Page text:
Just recently, the U.S. Fish and Wildlife Service (USFWS) updated its list of extinct species. At the end of Sept., they added 23 species to the list. Some would say that the most recognized of these would be the ivory-billed woodpecker.
For many years, there had been many rumors that the woodpecker was hiding out in swamps of the south. Finally, after a long time searching, scientists have exhausted all their efforts.
The last known Louisiana sighting was over 80 years ago. It was down in Madison Parish on the Singer Tract, a land slot owned by Singer Corporation, a manufacturing company specializing in sewing machines. Since that sighting, there have been many alleged glimpses of what might be the bird.
"In St. Tammany Parish, for instance, a reported sighting in 1999 sent six bird experts from around the world into the marshy Pearl River Management Area near Slidell for a two-week search that ended, ultimately, with no sight of the elusive bird," Nola news, a news station in Louisiana stated. "The quest has split the bird community, some of whom fervently believe the ivory-billed woodpecker is still lurking in the swamps and others who brush off reported sightings as the byproduct of overactive imaginations."
While a few animals being added to the endangered species list may not be the biggest deal in the world to some people, others are quite concerned. Dr. Tilottama Roy, a biology professor at Missouri Western, expressed her opinions on the matter.
"We can say that when we are sitting in my office, eight species of birds in Hawaii going extinct doesn't really make a difference to my life," Roy said. "But if we look beyond that at the bigger picture, at each and every individual animal in nature, we learn that we are animals too. Our goal should be to think about all the biodiversity and every species we are losing."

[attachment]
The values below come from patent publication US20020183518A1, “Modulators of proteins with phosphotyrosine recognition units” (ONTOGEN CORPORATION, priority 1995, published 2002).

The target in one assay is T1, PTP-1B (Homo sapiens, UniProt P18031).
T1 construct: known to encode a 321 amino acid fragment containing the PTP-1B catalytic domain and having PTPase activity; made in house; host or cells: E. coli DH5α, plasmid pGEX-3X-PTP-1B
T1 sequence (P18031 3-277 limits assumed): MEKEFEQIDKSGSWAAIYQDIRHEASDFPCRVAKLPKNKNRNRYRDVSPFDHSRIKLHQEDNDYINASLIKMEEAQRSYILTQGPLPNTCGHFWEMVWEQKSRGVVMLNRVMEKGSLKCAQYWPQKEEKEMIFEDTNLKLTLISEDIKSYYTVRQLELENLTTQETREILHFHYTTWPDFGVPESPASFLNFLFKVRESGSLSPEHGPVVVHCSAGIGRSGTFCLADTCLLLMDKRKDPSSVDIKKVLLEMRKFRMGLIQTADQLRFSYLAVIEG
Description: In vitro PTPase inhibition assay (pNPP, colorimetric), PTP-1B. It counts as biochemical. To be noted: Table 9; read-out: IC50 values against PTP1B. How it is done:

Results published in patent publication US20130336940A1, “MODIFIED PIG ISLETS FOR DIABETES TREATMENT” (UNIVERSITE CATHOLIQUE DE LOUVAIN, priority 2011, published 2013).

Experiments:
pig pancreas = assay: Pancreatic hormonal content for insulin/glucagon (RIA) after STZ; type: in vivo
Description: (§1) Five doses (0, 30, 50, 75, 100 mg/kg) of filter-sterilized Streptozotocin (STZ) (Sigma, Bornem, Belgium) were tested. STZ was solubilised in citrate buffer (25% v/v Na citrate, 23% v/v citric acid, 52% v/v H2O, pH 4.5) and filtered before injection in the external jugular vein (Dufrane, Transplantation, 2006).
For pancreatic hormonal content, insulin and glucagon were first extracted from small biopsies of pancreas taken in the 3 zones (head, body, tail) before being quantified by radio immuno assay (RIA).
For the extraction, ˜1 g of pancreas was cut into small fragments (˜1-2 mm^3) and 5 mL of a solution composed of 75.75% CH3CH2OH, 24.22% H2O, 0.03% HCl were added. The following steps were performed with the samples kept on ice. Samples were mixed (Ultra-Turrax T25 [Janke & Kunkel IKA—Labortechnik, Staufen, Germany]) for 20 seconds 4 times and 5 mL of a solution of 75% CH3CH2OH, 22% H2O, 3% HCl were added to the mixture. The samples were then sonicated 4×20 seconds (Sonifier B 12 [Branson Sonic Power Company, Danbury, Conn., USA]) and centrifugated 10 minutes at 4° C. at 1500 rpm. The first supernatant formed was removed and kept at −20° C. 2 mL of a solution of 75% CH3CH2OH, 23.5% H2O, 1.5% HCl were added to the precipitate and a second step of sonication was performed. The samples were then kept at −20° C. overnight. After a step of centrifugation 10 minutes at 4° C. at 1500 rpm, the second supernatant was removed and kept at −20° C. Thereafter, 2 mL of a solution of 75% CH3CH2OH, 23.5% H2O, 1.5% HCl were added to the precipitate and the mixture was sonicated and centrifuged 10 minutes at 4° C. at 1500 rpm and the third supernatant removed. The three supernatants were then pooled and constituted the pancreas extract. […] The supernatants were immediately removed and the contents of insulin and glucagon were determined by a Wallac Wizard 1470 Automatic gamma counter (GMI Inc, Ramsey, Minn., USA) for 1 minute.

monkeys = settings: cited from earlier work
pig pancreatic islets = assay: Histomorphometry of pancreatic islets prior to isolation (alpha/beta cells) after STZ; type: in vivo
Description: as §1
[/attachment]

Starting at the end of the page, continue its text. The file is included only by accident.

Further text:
All wildlife species rely on each other. We all learned about the food chain in elementary school, and these animals going extinct will affect them in their way.
"What happens if we lose these species?" Roy asked. "Every species that we have on Earth helps in maintaining the delicate balance of our Earth's ecosystem. So if you take out one from that equation, it's going to have a domino effect. So we might not feel it now, but we will in a few years. There's no part that they are playing at this very moment, but even then we should be concerned about saving the Earth's biodiversity, you know, like 50 years from now, our grandchildren should not say, 'Oh, you know, half of the species are not there that grandma had seen, we can only go and see them out in the museums.'"
There are organizations worldwide that are trying to prevent more animals from being added to this list. One of those organizations is the National Wildlife Federation (NWF). NWF helps protect organisms of all shapes and sizes.
"Unfortunately, many of our species have not fared well over the past few decades, suffering from threats such as habitat loss and the spread of invasive species. Scientists estimate that up to one-third of U.S. species are at increased risk of extinction. More than 1,600 U.S. plants and animals already have been federally listed as threatened or endangered and protected under the Endangered Species Act. The National Wildlife Federation has long been focused on protecting the most vulnerable of our wild species."
Twenty-three species were added to the USFWS extinction list. While some believe that the ivory-billed woodpecker may still be out there somewhere, it is the most known name added to the list. The extinction of these animals upsets entire ecosystems and will come to affect us in the future. However, we can do things, such as supporting organizations like NWF, who dedicate their whole purpose to helping these animals.